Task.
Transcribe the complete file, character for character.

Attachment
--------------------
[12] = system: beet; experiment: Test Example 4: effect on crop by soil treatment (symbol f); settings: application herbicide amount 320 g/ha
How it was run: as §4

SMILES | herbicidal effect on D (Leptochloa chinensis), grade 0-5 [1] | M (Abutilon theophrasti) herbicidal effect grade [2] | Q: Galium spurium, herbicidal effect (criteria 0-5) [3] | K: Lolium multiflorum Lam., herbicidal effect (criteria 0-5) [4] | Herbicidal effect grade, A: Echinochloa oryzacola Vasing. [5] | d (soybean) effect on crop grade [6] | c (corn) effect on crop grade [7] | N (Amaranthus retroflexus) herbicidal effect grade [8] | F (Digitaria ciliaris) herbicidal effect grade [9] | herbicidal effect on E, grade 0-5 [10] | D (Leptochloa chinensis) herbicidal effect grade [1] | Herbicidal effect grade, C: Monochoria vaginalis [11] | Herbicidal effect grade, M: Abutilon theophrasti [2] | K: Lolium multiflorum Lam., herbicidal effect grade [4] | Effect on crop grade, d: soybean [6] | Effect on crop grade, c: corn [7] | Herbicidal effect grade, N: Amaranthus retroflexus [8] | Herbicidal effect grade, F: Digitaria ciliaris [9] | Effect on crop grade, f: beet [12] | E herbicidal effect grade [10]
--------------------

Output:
[12] = system: beet; experiment: Test Example 4: effect on crop by soil treatment (symbol f); settings: application herbicide amount 320 g/ha
How it was run: as §4

SMILES | herbicidal effect on D (Leptochloa chinensis), grade 0-5 [1] | M (Abutilon theophrasti) herbicidal effect grade [2] | Q: Galium spurium, herbicidal effect (criteria 0-5) [3] | K: Lolium multiflorum Lam., herbicidal effect (criteria 0-5) [4] | Herbicidal effect grade, A: Echinochloa oryzacola Vasing. [5] | d (soybean) effect on crop grade [6] | c (corn) effect on crop grade [7] | N (Amaranthus retroflexus) herbicidal effect grade [8] | F (Digitaria ciliaris) herbicidal effect grade [9] | herbicidal effect on E, grade 0-5 [10] | D (Leptochloa chinensis) herbicidal effect grade [1] | Herbicidal effect grade, C: Monochoria vaginalis [11] | Herbicidal effect grade, M: Abutilon theophrasti [2] | K: Lolium multiflorum Lam., herbicidal effect grade [4] | Effect on crop grade, d: soybean [6] | Effect on crop grade, c: corn [7] | Herbicidal effect grade, N: Amaranthus retroflexus [8] | Herbicidal effect grade, F: Digitaria ciliaris [9] | Effect on crop grade, f: beet [12] | E herbicidal effect grade [10]